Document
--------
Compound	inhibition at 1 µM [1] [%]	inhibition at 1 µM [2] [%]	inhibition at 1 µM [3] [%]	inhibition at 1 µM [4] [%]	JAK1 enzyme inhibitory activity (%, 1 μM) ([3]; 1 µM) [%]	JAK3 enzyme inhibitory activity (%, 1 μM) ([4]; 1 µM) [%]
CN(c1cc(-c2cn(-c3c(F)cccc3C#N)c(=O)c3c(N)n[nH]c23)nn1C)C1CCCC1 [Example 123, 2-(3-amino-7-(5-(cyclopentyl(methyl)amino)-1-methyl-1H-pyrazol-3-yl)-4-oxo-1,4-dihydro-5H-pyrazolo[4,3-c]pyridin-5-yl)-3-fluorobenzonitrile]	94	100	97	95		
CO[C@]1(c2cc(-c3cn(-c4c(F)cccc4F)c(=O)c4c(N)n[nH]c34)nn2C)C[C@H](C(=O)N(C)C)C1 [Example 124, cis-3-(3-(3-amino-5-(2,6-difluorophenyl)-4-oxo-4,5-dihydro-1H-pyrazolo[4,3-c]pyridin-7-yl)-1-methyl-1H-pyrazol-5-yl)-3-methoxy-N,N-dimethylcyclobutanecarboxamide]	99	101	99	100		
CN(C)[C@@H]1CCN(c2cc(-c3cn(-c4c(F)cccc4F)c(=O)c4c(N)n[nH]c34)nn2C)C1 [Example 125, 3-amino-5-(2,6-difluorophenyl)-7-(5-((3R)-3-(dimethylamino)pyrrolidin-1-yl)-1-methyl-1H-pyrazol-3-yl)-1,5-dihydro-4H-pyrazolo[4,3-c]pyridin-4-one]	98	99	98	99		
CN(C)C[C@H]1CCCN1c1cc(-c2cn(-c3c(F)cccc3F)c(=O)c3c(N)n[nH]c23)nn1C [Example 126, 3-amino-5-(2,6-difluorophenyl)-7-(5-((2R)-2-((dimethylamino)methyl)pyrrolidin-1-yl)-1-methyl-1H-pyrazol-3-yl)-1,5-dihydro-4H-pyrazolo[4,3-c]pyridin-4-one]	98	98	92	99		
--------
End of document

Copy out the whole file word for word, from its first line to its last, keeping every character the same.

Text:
Compound	inhibition at 1 µM [1] [%]	inhibition at 1 µM [2] [%]	inhibition at 1 µM [3] [%]	inhibition at 1 µM [4] [%]	JAK1 enzyme inhibitory activity (%, 1 μM) ([3]; 1 µM) [%]	JAK3 enzyme inhibitory activity (%, 1 μM) ([4]; 1 µM) [%]
CN(c1cc(-c2cn(-c3c(F)cccc3C#N)c(=O)c3c(N)n[nH]c23)nn1C)C1CCCC1 [Example 123, 2-(3-amino-7-(5-(cyclopentyl(methyl)amino)-1-methyl-1H-pyrazol-3-yl)-4-oxo-1,4-dihydro-5H-pyrazolo[4,3-c]pyridin-5-yl)-3-fluorobenzonitrile]	94	100	97	95		
CO[C@]1(c2cc(-c3cn(-c4c(F)cccc4F)c(=O)c4c(N)n[nH]c34)nn2C)C[C@H](C(=O)N(C)C)C1 [Example 124, cis-3-(3-(3-amino-5-(2,6-difluorophenyl)-4-oxo-4,5-dihydro-1H-pyrazolo[4,3-c]pyridin-7-yl)-1-methyl-1H-pyrazol-5-yl)-3-methoxy-N,N-dimethylcyclobutanecarboxamide]	99	101	99	100		
CN(C)[C@@H]1CCN(c2cc(-c3cn(-c4c(F)cccc4F)c(=O)c4c(N)n[nH]c34)nn2C)C1 [Example 125, 3-amino-5-(2,6-difluorophenyl)-7-(5-((3R)-3-(dimethylamino)pyrrolidin-1-yl)-1-methyl-1H-pyrazol-3-yl)-1,5-dihydro-4H-pyrazolo[4,3-c]pyridin-4-one]	98	99	98	99		
CN(C)C[C@H]1CCCN1c1cc(-c2cn(-c3c(F)cccc3F)c(=O)c3c(N)n[nH]c23)nn1C [Example 126, 3-amino-5-(2,6-difluorophenyl)-7-(5-((2R)-2-((dimethylamino)methyl)pyrrolidin-1-yl)-1-methyl-1H-pyrazol-3-yl)-1,5-dihydro-4H-pyrazolo[4,3-c]pyridin-4-one]	98	98	92	99		